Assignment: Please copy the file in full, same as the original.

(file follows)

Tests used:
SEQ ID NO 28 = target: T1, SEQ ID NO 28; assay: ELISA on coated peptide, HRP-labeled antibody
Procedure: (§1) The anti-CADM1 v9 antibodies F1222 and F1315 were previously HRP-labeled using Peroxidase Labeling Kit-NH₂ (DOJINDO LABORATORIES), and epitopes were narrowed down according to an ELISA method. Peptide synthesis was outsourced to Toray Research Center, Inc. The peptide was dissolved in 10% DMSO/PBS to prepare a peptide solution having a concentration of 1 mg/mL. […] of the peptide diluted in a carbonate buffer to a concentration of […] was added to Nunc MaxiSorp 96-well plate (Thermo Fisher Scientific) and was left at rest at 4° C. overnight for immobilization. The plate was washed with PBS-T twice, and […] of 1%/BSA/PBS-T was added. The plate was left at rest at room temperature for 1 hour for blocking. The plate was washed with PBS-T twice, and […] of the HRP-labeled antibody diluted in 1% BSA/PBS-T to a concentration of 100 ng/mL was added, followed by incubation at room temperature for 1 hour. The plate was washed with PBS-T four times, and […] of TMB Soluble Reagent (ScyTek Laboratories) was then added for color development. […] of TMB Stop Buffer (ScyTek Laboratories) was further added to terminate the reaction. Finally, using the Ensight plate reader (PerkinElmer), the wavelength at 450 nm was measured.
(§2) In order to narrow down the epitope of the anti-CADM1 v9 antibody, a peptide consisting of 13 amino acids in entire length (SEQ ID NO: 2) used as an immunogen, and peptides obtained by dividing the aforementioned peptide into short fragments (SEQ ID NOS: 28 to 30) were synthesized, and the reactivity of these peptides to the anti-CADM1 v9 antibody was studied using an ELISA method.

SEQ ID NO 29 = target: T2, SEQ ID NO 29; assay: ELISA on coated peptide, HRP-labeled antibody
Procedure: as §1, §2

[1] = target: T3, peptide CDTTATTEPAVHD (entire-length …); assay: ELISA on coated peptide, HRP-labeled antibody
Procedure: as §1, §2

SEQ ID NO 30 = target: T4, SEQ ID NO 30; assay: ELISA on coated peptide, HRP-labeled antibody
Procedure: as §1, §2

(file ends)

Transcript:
Tests used:
SEQ ID NO 28 = target: T1, SEQ ID NO 28; assay: ELISA on coated peptide, HRP-labeled antibody
Procedure: (§1) The anti-CADM1 v9 antibodies F1222 and F1315 were previously HRP-labeled using Peroxidase Labeling Kit-NH₂ (DOJINDO LABORATORIES), and epitopes were narrowed down according to an ELISA method. Peptide synthesis was outsourced to Toray Research Center, Inc. The peptide was dissolved in 10% DMSO/PBS to prepare a peptide solution having a concentration of 1 mg/mL. […] of the peptide diluted in a carbonate buffer to a concentration of […] was added to Nunc MaxiSorp 96-well plate (Thermo Fisher Scientific) and was left at rest at 4° C. overnight for immobilization. The plate was washed with PBS-T twice, and […] of 1%/BSA/PBS-T was added. The plate was left at rest at room temperature for 1 hour for blocking. The plate was washed with PBS-T twice, and […] of the HRP-labeled antibody diluted in 1% BSA/PBS-T to a concentration of 100 ng/mL was added, followed by incubation at room temperature for 1 hour. The plate was washed with PBS-T four times, and […] of TMB Soluble Reagent (ScyTek Laboratories) was then added for color development. […] of TMB Stop Buffer (ScyTek Laboratories) was further added to terminate the reaction. Finally, using the Ensight plate reader (PerkinElmer), the wavelength at 450 nm was measured.
(§2) In order to narrow down the epitope of the anti-CADM1 v9 antibody, a peptide consisting of 13 amino acids in entire length (SEQ ID NO: 2) used as an immunogen, and peptides obtained by dividing the aforementioned peptide into short fragments (SEQ ID NOS: 28 to 30) were synthesized, and the reactivity of these peptides to the anti-CADM1 v9 antibody was studied using an ELISA method.

SEQ ID NO 29 = target: T2, SEQ ID NO 29; assay: ELISA on coated peptide, HRP-labeled antibody
Procedure: as §1, §2

[1] = target: T3, peptide CDTTATTEPAVHD (entire-length …); assay: ELISA on coated peptide, HRP-labeled antibody
Procedure: as §1, §2

SEQ ID NO 30 = target: T4, SEQ ID NO 30; assay: ELISA on coated peptide, HRP-labeled antibody
Procedure: as §1, §2